Feeds

A brief look at Trillium's Discovery 5.0

Beyond profiling

Intelligent flash storage arrays

I recently received an update from Trillium Software on its latest release (5.0) of Discovery, the data profiling and analysis product it acquired from Avellino.

Even though the product is all about profiling and analysis there are actually no new profiling and analysis capabilities (apart from ease of use and similar things – including selective profiling, which allows you to profile only what you want) in the product.

Why is this? Simply that there is only so much profiling that you can do, and Discovery does it all. This, of course, raises the point that sooner or later (probably sooner) other products will be in the same position. So how can Trillium keep ahead of the trailing pack?

Trillium started to answer this question in its previous release with support for user-defined business rules and it has extended this capability further in its latest version, so that you can now apply business rules to do things such as create calculated columns or concatenate fields.

Now, if you think about it, these are transformations in the same way that ETL (extract, transform and load) applies transformations. And since Discovery can read data from source systems and output it again to a target this means that Discovery could actually be used for ETL purposes.

Of course, there is no job stream definition or scheduling (though the latter could be implemented externally via the command line capability that has been introduced in this release), and Discovery is more aimed at business users than the developers that do the bulk of the work with conventional ETL tools but, for simple jobs, it is certainly capable of being used in that way. Note, however, that this is not a target market for Trillium: it would not want to upset its partners in the data integration space.

Business rules have also been upgraded with the ability to apply them, dynamically, to external data. That is, you can apply business rules without having to pull the (external)data into the Discovery Metabase (see below). In fact this, in a rather different way highlights the general thrust of release 5.0, which is very much focused on the external environment. Also, there are enhanced abilities to embed profiling in third party environments, extended integration with Trillium’s data cleansing and matching software, and an email notification capability, amongst others.

Finally, and this is not part of the new release per se, Trillium told me that it still gets grief over its metabase (where it stores all its data and metadata), because it does not run on top of SQL Server or Oracle or some other popular relational database. Let me state my opinion here firmly: this is a very good thing.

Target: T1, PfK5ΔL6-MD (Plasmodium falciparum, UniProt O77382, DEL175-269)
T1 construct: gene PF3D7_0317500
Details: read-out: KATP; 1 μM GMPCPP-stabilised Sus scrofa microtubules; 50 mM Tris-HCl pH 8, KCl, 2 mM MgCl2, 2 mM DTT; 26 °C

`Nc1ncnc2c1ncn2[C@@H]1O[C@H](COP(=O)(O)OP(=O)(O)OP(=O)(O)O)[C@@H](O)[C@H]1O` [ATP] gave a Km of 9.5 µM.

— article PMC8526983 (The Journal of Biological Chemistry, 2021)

The point about the information in the Discovery metabase is that it does not change: you may enter new data and you may purge old data but there is very little, if any, updating of data. In other words a database designed for transactional processing is not appropriate. In fact, Trillium uses BerkeleyDB from Sleepycat Software for its metabase, which is entirely appropriate—it should provide better performance with less overhead and reduced administration—which is as good a set of arguments as it gets for not using a relational database.

Copyright © 2006, IT-Analysis.com

Top 5 reasons to deploy VMware with Tegile

More from The Register

next story
Preview redux: Microsoft ships new Windows 10 build with 7,000 changes
Latest bleeding-edge bits borrow Action Center from Windows Phone
Google opens Inbox – email for people too thick to handle email
Print this article out and give it to someone tech-y if you get stuck
Microsoft promises Windows 10 will mean two-factor auth for all
Sneak peek at security features Redmond's baking into new OS
UNIX greybeards threaten Debian fork over systemd plan
'Veteran Unix Admins' fear desktop emphasis is betraying open source
Entity Framework goes 'code first' as Microsoft pulls visual design tool
Visual Studio database diagramming's out the window
Google+ goes TITSUP. But WHO knew? How long? Anyone ... Hello ...
Wobbly Gmail, Contacts, Calendar on the other hand ...
DEATH by PowerPoint: Microsoft warns of 0-day attack hidden in slides
Might put out patch in update, might chuck it out sooner
prev story

Whitepapers

Choosing cloud Backup services
Demystify how you can address your data protection needs in your small- to medium-sized business and select the best online backup service to meet your needs.
Forging a new future with identity relationship management
Learn about ForgeRock's next generation IRM platform and how it is designed to empower CEOS's and enterprises to engage with consumers.
Security for virtualized datacentres
Legacy security solutions are inefficient due to the architectural differences between physical and virtual environments.
Reg Reader Research: SaaS based Email and Office Productivity Tools
Read this Reg reader report which provides advice and guidance for SMBs towards the use of SaaS based email and Office productivity tools.
Storage capacity and performance optimization at Mizuno USA
Mizuno USA turn to Tegile storage technology to solve both their SAN and backup issues.